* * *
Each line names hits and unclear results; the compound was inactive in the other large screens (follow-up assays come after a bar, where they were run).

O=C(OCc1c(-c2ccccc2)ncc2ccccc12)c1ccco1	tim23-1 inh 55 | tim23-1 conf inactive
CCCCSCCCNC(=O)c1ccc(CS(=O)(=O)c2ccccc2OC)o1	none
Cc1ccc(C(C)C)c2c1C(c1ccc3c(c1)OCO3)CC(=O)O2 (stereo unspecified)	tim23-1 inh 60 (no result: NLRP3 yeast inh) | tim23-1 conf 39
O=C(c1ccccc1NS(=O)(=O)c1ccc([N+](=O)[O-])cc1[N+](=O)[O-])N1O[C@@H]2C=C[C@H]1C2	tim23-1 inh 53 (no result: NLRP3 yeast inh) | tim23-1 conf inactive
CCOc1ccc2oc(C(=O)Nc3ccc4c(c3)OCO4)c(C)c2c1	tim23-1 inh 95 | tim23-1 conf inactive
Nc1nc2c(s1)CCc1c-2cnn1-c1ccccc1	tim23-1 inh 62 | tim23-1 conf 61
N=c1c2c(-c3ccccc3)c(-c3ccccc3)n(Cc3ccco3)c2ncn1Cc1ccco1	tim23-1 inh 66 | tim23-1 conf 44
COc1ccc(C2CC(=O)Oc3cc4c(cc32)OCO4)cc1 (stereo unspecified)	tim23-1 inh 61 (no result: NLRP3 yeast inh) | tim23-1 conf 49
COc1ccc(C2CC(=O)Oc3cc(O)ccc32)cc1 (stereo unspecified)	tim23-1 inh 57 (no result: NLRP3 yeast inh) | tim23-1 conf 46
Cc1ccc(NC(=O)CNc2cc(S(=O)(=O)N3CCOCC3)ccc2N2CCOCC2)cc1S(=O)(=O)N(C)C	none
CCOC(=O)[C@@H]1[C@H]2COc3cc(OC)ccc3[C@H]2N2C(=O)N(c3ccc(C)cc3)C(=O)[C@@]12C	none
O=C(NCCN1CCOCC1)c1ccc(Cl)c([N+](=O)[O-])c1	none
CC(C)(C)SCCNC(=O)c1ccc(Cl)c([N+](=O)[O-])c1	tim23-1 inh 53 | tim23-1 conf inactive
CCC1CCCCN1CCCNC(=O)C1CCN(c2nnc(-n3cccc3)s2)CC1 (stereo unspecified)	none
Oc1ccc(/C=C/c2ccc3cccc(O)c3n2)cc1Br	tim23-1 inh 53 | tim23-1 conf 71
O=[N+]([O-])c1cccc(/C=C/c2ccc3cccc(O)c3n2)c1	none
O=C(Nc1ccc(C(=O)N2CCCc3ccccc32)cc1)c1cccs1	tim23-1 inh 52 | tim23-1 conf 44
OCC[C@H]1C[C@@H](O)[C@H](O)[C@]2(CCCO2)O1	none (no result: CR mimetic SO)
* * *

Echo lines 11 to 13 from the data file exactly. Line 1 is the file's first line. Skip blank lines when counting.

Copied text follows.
Cc1ccc(NC(=O)CNc2cc(S(=O)(=O)N3CCOCC3)ccc2N2CCOCC2)cc1S(=O)(=O)N(C)C	none
CCOC(=O)[C@@H]1[C@H]2COc3cc(OC)ccc3[C@H]2N2C(=O)N(c3ccc(C)cc3)C(=O)[C@@]12C	none
O=C(NCCN1CCOCC1)c1ccc(Cl)c([N+](=O)[O-])c1	none